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New refinance boomlet may lift economy, a bit

Low mortgage rates act as a gentle spur, but they're not enough to revive the housing market.

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Beth Byrne, a real estate agent in Natick, Mass., signs papers to refinance her mortgage at a 4.86 percent rate, down from her previous loan of 6.25 percent.

Melanie Stetson Freeman/Staff

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Record low mortgage rates aren’t proving to be an easy fix for the troubled US housing market, but they are providing a measure of much-needed stimulus to the economy.

In recent weeks, interest rates on home loans have plunged – thanks in part to government actions. Many borrowers have rushed to refinance their debt, a move that frees up cash in their bank accounts to spend on other things.

Like falling prices on gasoline and oil, the drop in interest rates acts somewhat like a tax cut for many consumers.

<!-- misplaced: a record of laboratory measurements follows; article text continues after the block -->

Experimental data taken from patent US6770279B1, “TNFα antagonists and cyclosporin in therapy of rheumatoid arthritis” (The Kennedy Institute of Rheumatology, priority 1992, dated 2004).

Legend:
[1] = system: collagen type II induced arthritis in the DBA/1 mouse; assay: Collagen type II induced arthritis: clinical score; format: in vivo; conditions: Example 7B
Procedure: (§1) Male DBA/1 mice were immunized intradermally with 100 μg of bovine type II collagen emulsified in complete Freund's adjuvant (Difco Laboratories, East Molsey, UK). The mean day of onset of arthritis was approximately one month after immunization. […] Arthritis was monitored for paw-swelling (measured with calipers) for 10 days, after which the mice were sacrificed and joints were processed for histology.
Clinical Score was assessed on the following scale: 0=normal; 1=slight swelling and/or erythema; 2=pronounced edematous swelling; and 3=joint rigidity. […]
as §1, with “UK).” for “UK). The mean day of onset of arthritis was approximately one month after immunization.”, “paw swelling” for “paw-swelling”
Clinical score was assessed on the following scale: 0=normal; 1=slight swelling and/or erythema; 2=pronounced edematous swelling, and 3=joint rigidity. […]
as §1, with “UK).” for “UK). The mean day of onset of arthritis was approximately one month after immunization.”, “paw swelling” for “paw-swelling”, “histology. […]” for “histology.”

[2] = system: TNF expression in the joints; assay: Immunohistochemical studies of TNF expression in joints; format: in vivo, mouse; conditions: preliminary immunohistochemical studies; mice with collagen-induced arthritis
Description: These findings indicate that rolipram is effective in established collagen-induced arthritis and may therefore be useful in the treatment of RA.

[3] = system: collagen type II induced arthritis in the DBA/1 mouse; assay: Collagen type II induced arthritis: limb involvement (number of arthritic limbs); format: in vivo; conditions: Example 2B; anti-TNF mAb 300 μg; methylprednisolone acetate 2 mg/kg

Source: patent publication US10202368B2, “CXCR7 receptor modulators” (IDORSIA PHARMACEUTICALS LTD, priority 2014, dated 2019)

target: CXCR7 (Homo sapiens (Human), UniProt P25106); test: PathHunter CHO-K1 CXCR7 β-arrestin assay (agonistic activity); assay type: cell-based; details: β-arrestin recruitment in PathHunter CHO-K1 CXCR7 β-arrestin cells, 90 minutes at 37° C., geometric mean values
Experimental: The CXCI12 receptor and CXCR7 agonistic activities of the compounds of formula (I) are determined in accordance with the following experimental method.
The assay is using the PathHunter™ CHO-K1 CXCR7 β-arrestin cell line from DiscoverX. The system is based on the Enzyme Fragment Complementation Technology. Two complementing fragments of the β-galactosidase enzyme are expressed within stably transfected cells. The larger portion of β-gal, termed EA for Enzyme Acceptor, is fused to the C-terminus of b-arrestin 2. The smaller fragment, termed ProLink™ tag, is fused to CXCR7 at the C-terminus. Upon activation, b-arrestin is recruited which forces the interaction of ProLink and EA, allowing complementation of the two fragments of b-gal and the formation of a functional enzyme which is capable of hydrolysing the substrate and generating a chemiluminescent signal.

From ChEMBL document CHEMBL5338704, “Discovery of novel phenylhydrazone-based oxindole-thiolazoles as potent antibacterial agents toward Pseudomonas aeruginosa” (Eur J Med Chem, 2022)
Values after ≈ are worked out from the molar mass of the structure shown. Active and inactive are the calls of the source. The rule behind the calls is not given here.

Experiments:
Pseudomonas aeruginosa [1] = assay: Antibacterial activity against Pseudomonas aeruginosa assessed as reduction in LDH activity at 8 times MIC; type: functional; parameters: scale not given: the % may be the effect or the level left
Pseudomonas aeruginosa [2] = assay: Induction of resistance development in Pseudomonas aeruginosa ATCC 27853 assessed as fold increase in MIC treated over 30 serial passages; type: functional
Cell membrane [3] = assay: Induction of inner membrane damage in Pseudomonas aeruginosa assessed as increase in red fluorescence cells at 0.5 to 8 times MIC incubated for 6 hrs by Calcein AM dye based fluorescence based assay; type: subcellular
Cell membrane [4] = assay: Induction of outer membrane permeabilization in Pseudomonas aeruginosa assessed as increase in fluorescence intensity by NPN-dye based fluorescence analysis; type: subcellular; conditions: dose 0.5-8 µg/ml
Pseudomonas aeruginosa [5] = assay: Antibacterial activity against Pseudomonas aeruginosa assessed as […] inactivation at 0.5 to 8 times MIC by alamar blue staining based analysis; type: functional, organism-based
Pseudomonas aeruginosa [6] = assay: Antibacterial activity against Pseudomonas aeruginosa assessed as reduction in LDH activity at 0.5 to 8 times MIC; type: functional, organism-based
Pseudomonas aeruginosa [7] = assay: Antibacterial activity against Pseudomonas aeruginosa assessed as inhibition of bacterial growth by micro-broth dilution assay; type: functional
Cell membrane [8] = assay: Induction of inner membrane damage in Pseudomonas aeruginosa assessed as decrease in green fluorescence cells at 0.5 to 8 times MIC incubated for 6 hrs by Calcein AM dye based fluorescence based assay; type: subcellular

So are these low rates, coming before the Obama administration and Congress pass a formal stimulus package, enough to revive home sales and consumer spending?

Despite encouraging headlines about mortgage rates below 5 percent, that by itself may not bring a surge of buyers back to the housing market, and many current homeowners who want to refinance can’t get approved in today’s credit environment.

“It is a stimulus to the economy,” and it’s helping many households tame their debt burden, says David Wyss, chief economist at Standard & Poor’s in New York. “But it’s only people who can [qualify to] refinance … whose monthly payment goes down.”

During boom, refinancing was a boost
In the bygone days of the housing boom, mortgage refinancing was a powerful spur to the economy. With home prices rising, mortgage applications reached a peak in May 2003, driven not just by home-purchase deals but also by current homeowners seizing the opportunity to cut the cost of their debt.

They got cash in their pockets from lower rates, which fell below 6 percent for the 30-year fixed-rate loan, down from levels of 7 to 8 percent in the 1990s.

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